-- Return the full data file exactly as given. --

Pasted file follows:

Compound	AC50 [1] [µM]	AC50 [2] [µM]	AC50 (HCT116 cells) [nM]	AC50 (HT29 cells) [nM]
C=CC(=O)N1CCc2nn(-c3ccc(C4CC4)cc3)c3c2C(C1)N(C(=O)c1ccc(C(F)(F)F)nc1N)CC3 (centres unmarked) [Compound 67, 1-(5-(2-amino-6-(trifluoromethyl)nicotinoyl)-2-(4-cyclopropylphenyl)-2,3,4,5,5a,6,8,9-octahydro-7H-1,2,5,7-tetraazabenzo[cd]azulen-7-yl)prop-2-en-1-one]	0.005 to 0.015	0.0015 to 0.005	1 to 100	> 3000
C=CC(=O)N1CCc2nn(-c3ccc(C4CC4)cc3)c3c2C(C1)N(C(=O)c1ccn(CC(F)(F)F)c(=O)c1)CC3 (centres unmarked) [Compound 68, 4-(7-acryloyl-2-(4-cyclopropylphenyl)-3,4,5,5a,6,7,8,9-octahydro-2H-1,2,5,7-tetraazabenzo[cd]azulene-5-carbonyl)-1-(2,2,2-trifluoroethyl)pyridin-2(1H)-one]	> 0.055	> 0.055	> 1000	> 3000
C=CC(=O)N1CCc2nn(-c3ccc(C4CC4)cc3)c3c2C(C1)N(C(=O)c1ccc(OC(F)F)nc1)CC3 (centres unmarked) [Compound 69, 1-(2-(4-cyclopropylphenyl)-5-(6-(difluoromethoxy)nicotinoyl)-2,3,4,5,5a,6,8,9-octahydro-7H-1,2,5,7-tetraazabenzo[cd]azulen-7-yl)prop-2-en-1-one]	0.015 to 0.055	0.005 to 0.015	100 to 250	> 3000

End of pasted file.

Compound	AC50 [1] [µM]	AC50 [2] [µM]	AC50 (HCT116 cells) [nM]	AC50 (HT29 cells) [nM]
C=CC(=O)N1CCc2nn(-c3ccc(C4CC4)cc3)c3c2C(C1)N(C(=O)c1ccc(C(F)(F)F)nc1N)CC3 (centres unmarked) [Compound 67, 1-(5-(2-amino-6-(trifluoromethyl)nicotinoyl)-2-(4-cyclopropylphenyl)-2,3,4,5,5a,6,8,9-octahydro-7H-1,2,5,7-tetraazabenzo[cd]azulen-7-yl)prop-2-en-1-one]	0.005 to 0.015	0.0015 to 0.005	1 to 100	> 3000
C=CC(=O)N1CCc2nn(-c3ccc(C4CC4)cc3)c3c2C(C1)N(C(=O)c1ccn(CC(F)(F)F)c(=O)c1)CC3 (centres unmarked) [Compound 68, 4-(7-acryloyl-2-(4-cyclopropylphenyl)-3,4,5,5a,6,7,8,9-octahydro-2H-1,2,5,7-tetraazabenzo[cd]azulene-5-carbonyl)-1-(2,2,2-trifluoroethyl)pyridin-2(1H)-one]	> 0.055	> 0.055	> 1000	> 3000
C=CC(=O)N1CCc2nn(-c3ccc(C4CC4)cc3)c3c2C(C1)N(C(=O)c1ccc(OC(F)F)nc1)CC3 (centres unmarked) [Compound 69, 1-(2-(4-cyclopropylphenyl)-5-(6-(difluoromethoxy)nicotinoyl)-2,3,4,5,5a,6,8,9-octahydro-7H-1,2,5,7-tetraazabenzo[cd]azulen-7-yl)prop-2-en-1-one]	0.015 to 0.055	0.005 to 0.015	100 to 250	> 3000